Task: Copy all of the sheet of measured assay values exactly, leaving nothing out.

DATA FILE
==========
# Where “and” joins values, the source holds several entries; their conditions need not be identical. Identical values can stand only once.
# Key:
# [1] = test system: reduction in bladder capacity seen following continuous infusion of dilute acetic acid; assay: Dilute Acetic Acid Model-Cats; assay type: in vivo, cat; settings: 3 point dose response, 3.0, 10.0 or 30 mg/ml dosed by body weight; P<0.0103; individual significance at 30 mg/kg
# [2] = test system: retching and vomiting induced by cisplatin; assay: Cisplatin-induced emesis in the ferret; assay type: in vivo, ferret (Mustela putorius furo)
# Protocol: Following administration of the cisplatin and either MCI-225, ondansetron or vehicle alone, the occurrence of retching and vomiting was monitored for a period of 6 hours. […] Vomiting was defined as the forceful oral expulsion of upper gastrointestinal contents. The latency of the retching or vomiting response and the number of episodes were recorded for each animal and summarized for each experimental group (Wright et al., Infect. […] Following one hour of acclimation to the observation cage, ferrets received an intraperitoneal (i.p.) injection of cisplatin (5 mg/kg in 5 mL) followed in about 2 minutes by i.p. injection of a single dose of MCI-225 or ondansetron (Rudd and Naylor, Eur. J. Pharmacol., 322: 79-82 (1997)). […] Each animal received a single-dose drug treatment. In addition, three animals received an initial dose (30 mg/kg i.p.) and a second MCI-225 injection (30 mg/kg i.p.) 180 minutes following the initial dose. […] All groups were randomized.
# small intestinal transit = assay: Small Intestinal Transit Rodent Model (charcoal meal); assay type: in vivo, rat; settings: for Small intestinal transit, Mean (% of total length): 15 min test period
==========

# Where “and” joins values, the source holds several entries; their conditions need not be identical. Identical values can stand only once.
# Key:
# [1] = test system: reduction in bladder capacity seen following continuous infusion of dilute acetic acid; assay: Dilute Acetic Acid Model-Cats; assay type: in vivo, cat; settings: 3 point dose response, 3.0, 10.0 or 30 mg/ml dosed by body weight; P<0.0103; individual significance at 30 mg/kg
# [2] = test system: retching and vomiting induced by cisplatin; assay: Cisplatin-induced emesis in the ferret; assay type: in vivo, ferret (Mustela putorius furo)
# Protocol: Following administration of the cisplatin and either MCI-225, ondansetron or vehicle alone, the occurrence of retching and vomiting was monitored for a period of 6 hours. […] Vomiting was defined as the forceful oral expulsion of upper gastrointestinal contents. The latency of the retching or vomiting response and the number of episodes were recorded for each animal and summarized for each experimental group (Wright et al., Infect. […] Following one hour of acclimation to the observation cage, ferrets received an intraperitoneal (i.p.) injection of cisplatin (5 mg/kg in 5 mL) followed in about 2 minutes by i.p. injection of a single dose of MCI-225 or ondansetron (Rudd and Naylor, Eur. J. Pharmacol., 322: 79-82 (1997)). […] Each animal received a single-dose drug treatment. In addition, three animals received an initial dose (30 mg/kg i.p.) and a second MCI-225 injection (30 mg/kg i.p.) 180 minutes following the initial dose. […] All groups were randomized.
# small intestinal transit = assay: Small Intestinal Transit Rodent Model (charcoal meal); assay type: in vivo, rat; settings: for Small intestinal transit, Mean (% of total length): 15 min test period